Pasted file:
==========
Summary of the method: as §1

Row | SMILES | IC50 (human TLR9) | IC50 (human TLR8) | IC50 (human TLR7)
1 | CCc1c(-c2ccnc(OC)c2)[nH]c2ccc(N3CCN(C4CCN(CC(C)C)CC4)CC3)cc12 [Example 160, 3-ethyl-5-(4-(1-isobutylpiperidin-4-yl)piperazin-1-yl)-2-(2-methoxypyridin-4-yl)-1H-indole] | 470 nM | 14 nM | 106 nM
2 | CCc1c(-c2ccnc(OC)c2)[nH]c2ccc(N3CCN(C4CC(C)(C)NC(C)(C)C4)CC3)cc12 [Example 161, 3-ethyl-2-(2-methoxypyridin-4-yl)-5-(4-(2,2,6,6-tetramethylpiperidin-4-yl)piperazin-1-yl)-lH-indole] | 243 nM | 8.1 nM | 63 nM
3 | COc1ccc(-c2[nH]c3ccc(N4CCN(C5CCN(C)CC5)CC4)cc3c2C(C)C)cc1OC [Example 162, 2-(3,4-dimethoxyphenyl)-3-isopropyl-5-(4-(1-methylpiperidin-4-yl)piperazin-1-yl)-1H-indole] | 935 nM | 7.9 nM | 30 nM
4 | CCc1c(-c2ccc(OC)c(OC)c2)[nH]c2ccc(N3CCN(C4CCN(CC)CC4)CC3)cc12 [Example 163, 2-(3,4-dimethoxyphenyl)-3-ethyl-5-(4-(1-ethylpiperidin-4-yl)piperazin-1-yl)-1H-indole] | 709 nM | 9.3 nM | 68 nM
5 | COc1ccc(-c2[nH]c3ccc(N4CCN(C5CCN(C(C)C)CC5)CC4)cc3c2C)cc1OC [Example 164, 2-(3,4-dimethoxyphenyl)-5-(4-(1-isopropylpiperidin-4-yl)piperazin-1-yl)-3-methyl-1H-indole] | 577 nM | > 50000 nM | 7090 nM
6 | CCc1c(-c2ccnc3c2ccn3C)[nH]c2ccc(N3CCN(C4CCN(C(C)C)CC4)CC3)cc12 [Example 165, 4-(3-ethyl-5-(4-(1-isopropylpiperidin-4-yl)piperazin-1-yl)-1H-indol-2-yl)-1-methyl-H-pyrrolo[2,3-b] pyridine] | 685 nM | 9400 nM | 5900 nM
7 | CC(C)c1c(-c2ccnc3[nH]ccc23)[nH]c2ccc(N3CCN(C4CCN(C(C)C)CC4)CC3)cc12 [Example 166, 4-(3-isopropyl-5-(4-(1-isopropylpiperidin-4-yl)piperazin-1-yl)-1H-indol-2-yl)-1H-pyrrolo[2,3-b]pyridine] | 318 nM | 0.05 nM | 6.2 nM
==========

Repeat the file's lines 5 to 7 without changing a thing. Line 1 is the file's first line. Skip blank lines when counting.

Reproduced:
3 | COc1ccc(-c2[nH]c3ccc(N4CCN(C5CCN(C)CC5)CC4)cc3c2C(C)C)cc1OC [Example 162, 2-(3,4-dimethoxyphenyl)-3-isopropyl-5-(4-(1-methylpiperidin-4-yl)piperazin-1-yl)-1H-indole] | 935 nM | 7.9 nM | 30 nM
4 | CCc1c(-c2ccc(OC)c(OC)c2)[nH]c2ccc(N3CCN(C4CCN(CC)CC4)CC3)cc12 [Example 163, 2-(3,4-dimethoxyphenyl)-3-ethyl-5-(4-(1-ethylpiperidin-4-yl)piperazin-1-yl)-1H-indole] | 709 nM | 9.3 nM | 68 nM
5 | COc1ccc(-c2[nH]c3ccc(N4CCN(C5CCN(C(C)C)CC5)CC4)cc3c2C)cc1OC [Example 164, 2-(3,4-dimethoxyphenyl)-5-(4-(1-isopropylpiperidin-4-yl)piperazin-1-yl)-3-methyl-1H-indole] | 577 nM | > 50000 nM | 7090 nM